The original was embroidered in silk on silk and its background was a mass of flowers too difficult to reproduce.
Here the flower is growing in the world.
Sin exists because Sapiens has an evolved consciousness beyond instinct.
We know good from evil, and all the grey areas with which we like to play.
Original sin was codified by St. Augustine from ideas extant around his time ;
original sin which we supposedly inherit with our DNA is a deduction from the Adam-and-Eve myth; and has no reality.
As to life everlasting:
we are ourselves stardust.
And this obtains because life feeds on life. Without which there would be no life.
This is everlasting life.
The Repast of the Lion, oil on canvas, 1907.
Henri Rousseau, 1844-1910, French. Baltimore Art Museum
And the serpent?
It is a fine example of a creature which renews itself by shedding its skin.
Untitled, 1992, electrophotographic prints with printing ink and watercolour on smooth, lightwave, white wove paper.
Giuseppe Penone, Italian born 1947. Philadelphia Art Museum
Because we must all – by mastery over our egos – be born again and again.
We live in a rare atmosphere which allows our being. All of it evolutionary biology and cosmology, the physics of which are still being unraveled.
Our earth is a paradise.
Southern Gate, 1942-43, oil on canvas.
Eldzier Cortor, 1916-2015, American. Smithsonian Museum of American Art.
From the museum’s notes for this painting:
Southern Gate offers, a surreal, dreamlike picture of a solemn young woman standing in a space defined by a once-elegant wrought-iron fence, a river, and the steeple of a distant church.
They are evocative elements – the river is a traditional metaphor for passage, the fence an emblem of both confinement and of safe haven from the outside world. Wearing a necklace adorned with a cross and with a bird perched on her shoulder, she invites associations with the Virgin Mary;
but Cortor’s figure is as physical as she is innocent, an Edenic Eve who stands outside the sacred garden.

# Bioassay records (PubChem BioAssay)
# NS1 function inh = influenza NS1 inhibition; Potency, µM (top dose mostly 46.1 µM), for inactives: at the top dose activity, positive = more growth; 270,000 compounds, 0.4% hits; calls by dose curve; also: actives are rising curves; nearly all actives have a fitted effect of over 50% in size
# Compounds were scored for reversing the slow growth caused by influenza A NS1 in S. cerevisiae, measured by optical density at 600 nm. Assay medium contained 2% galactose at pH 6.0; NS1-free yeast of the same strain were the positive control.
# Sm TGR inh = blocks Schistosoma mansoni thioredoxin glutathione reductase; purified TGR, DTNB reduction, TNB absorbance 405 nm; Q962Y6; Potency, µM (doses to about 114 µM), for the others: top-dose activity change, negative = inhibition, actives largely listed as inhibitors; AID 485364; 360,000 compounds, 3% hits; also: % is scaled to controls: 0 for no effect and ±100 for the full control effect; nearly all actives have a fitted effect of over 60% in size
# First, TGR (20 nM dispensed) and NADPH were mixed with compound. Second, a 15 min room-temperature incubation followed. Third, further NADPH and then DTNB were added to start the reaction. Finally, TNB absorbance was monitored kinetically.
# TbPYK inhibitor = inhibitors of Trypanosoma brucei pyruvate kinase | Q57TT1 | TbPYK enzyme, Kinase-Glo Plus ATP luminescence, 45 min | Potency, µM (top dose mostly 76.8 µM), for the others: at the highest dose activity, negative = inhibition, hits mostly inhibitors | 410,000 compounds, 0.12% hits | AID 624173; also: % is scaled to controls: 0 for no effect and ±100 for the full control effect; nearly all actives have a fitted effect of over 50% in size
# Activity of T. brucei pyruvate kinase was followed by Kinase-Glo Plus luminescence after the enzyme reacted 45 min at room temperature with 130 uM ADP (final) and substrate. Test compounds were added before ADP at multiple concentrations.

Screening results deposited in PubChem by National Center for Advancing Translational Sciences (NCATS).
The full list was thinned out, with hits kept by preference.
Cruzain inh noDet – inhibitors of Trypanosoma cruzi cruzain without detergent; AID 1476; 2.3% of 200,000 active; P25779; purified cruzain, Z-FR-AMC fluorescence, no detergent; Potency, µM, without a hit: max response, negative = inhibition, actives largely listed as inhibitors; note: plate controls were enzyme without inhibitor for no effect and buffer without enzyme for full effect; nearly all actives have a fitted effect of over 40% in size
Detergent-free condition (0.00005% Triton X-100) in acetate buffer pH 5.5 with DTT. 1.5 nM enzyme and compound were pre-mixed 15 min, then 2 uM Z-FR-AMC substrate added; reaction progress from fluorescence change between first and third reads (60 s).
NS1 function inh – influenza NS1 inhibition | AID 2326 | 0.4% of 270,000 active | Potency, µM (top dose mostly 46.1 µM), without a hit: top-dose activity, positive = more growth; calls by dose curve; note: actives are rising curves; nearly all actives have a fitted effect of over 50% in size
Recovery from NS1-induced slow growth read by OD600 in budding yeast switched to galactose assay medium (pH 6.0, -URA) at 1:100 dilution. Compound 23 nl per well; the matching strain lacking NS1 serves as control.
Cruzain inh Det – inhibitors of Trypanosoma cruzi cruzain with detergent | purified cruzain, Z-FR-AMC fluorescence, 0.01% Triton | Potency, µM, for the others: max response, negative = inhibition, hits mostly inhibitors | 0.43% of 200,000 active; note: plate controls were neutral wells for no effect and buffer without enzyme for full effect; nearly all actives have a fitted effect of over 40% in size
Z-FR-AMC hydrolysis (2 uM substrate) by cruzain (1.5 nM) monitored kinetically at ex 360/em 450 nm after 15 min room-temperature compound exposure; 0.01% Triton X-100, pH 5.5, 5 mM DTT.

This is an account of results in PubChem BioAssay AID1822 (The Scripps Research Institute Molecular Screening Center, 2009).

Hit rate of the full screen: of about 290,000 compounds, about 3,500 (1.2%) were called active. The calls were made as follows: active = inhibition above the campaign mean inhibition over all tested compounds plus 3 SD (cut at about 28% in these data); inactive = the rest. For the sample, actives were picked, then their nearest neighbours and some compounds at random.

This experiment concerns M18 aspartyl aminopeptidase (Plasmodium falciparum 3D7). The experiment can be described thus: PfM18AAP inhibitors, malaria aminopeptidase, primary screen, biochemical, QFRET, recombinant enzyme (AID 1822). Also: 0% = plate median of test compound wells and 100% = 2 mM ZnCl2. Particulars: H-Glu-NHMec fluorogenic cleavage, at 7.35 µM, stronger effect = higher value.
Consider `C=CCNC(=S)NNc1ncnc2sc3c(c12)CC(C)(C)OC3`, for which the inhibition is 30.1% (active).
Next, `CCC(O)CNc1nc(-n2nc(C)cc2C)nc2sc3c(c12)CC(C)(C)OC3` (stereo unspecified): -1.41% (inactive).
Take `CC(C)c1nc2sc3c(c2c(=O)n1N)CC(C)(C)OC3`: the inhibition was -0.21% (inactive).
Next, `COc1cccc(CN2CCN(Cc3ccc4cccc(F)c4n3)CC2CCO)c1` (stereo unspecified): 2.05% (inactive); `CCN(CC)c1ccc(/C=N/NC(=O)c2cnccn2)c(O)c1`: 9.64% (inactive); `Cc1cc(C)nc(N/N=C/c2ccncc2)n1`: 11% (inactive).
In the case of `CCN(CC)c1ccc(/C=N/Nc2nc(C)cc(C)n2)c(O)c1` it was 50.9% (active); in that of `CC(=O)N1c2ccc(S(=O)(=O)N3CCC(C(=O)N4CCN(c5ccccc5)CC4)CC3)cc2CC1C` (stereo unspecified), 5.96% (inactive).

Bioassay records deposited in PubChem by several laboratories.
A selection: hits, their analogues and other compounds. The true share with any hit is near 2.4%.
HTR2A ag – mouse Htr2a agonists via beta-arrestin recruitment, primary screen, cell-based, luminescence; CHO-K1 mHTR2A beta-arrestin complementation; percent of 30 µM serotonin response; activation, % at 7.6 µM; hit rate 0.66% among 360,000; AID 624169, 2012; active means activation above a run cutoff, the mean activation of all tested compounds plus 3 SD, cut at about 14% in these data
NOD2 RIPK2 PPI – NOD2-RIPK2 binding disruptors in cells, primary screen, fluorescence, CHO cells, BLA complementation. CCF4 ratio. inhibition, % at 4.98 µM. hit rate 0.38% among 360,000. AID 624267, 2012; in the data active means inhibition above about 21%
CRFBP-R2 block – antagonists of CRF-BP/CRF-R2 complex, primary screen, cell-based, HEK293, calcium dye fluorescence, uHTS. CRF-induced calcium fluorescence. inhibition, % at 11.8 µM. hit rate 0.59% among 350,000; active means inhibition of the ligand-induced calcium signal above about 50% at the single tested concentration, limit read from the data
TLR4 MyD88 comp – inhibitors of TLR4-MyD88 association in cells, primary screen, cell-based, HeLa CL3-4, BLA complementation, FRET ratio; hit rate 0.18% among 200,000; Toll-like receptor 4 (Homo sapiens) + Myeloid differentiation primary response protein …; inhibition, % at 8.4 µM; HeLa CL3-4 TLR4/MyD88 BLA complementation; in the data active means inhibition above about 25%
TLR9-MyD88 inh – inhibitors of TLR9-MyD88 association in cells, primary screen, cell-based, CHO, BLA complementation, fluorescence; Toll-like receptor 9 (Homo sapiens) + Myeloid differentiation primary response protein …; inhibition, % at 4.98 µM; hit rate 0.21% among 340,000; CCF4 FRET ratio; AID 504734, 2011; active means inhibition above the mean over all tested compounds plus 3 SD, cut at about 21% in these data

Life in its eternal aspect – life feeding on and succeeding life – will continue
until our sun goes supernova and our earth is done.
Or we (continue to) destroy the earth.
Whichever comes first.
The Merry Jesters, 1910, oil on canvas.
Henri Rousseau, 1844-1910, French. Philadelphia Art Museum
Until then, so fortunate we are.
After then it will be up to the ingenuity of our species, to luck, and to the wonders of the universe(s).
Vaclav Havel, written in July 1989 as an acceptance speech when he received the Peace Prize of the German Booksellers Association.
I have added it here because it is the case that even the new testament of Jesus Christ is not that straightforward….
“But I’d go further and ask an even more provocative question:
What was the true nature of Christ’s words?
Were they the beginning of an era of salvation and among the most powerful cultural impulses in the history of the world
—or were they the spiritual source of the crusades, inquisitions, the cultural extermination of the Americas, and, later, the entire expansion of the white race that was fraught with so many contradictions and had so many tragic consequences, including the fact that most of the human world has been consigned to that wretched category known as the “Third World”?
I still tend to think that His words belonged to the former category,
but at the same time I cannot ignore the umpteen books that demonstrate that, even in its purest and earliest form, there was something unconsciously encoded in Christianity which, when combined with a thousand and one other circumstances, including the relative permanence of human nature, could in some way pave the way spiritually, even for the sort of horrors I mentioned (Marxism/Leninism in execution)…….